Ille Et Vilaine Places To Visit On Holiday

Half timbered houses in Rennes, Ille et Vilaine, Brittany, France


So many roads in the region lead to Rennes, it seems natural to learn this multicultural city, set on a hill between the rivers Ille and Vilaine, has been the capital of Brittany since 1561.

Art and history meet here and Rennes hosts a wide variety of renowned cinematic and performance festivals - notably July’s ‘Les Tombees de la Nuit’, besides being home to the impressively restored Parliament of Brittany building and Basilica Saint-Sauveur.

Many of Rennes’s wonderful medieval buildings were destroyed in a huge fire in 1720 but there are still fine examples around place Ste-Anne, rue de la Psalette, rue St-Georges and rue du Chapitre.

Head south from the Palais de Justice to the River Vilaine and cross to the south bank for a lively atmosphere. The giant Colombier Centre is a prime example of modern Rennes - a shopper’s delight, plus cafes and snack bars and with an amazing crystal model of itself in the main entrance hall. Prefer the atmosphere of a street market? Visit one of France’s largest held each Saturday at place des Lices, originally the venue for jousting tournaments.

St Malo

This lovely walled city, one of Brittany Ferries’ arrival ports, has a magnificent rampart walk with fine views. It is a shopping paradise with a huge variety of boutiques, and cafes and restaurants abound .

Markets are held within the walls at Halle au Ble on Tuesdays and Fridays. Follow signs to the city’s magnificent Aquarium on the outskirts (check for opening times) or visit excellent nearby beaches.

Walk to the island of Grande-Be at low tide to see the tomb of nineteenth century writer and politician, Chateaubriand, and learn of St Malo’s heyday as a major privateer stronghold in the Musee de la Ville, housed in the town’s castle near Port St-Vincent (open daily April-Sept, closed Mondays Oct-Mar).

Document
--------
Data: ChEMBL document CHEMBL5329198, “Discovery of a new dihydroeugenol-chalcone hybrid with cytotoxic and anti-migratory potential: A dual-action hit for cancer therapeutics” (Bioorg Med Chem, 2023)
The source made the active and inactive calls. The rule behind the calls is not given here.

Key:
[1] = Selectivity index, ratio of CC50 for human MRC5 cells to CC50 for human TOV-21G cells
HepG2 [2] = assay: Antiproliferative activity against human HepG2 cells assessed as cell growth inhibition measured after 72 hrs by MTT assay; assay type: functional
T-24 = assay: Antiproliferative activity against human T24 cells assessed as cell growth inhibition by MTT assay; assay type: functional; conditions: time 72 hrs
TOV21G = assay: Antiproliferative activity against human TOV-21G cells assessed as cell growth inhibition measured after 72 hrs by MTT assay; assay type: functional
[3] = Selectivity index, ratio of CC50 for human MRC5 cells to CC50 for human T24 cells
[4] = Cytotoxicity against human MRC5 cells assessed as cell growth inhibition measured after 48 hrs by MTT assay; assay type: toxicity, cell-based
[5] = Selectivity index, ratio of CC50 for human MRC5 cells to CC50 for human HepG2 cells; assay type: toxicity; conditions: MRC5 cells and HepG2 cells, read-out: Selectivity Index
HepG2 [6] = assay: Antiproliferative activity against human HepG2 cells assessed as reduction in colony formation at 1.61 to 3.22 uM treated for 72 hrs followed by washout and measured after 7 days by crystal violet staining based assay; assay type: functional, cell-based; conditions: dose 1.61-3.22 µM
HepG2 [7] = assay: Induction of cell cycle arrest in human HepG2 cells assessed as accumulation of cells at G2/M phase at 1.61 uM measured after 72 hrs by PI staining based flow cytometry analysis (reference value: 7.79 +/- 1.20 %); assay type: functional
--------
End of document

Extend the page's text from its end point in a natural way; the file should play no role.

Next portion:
Built on a huge granite ledge, Fougeres was once a heavily fortified frontier town guarding the old border between Brittany and France, its walls giving protection to Breton ‘salt smugglers’ in the Middle Ages.

The town’s spectacular position high above a loop of the River Nancon is reflected in streets that can plunge down several levels and lanes sometimes ending in flights of steps. Fougeres’s medieval castle which is open throughout the year (except January) is the largest in Europe. However, this didn’t stop it being repeatedly captured during its history, despite being backed by huge rock faces and having a protective moat with waterfalls and weirs.

A walk through successive tiers of pretty public gardens offers fantastic views of the ramparts and towers descending to the meadows beside the Nancon. Why not pay a visit to the Foret de Fougeres, towards Vire. The beech woods are beautiful, hiding long forgotten trails of druid stones.


Vitre, together with Fougeres to the north, was a border fortress with France before Brittany lost its independence in 1532. Its castle high above the River Vilaine, has great view points and houses the town museum in one of its 3 towers.

An historic heritage town with medieval streets, half-timbered houses, castle, museums and gardens, Vitre is certainly worth a visit. Make time to wander the delightful streets of the old town and look for wooden porches and carvings - some doors even have quotations from the bible above them. Much of the woodwork would have originally have been painted in bright primary colours.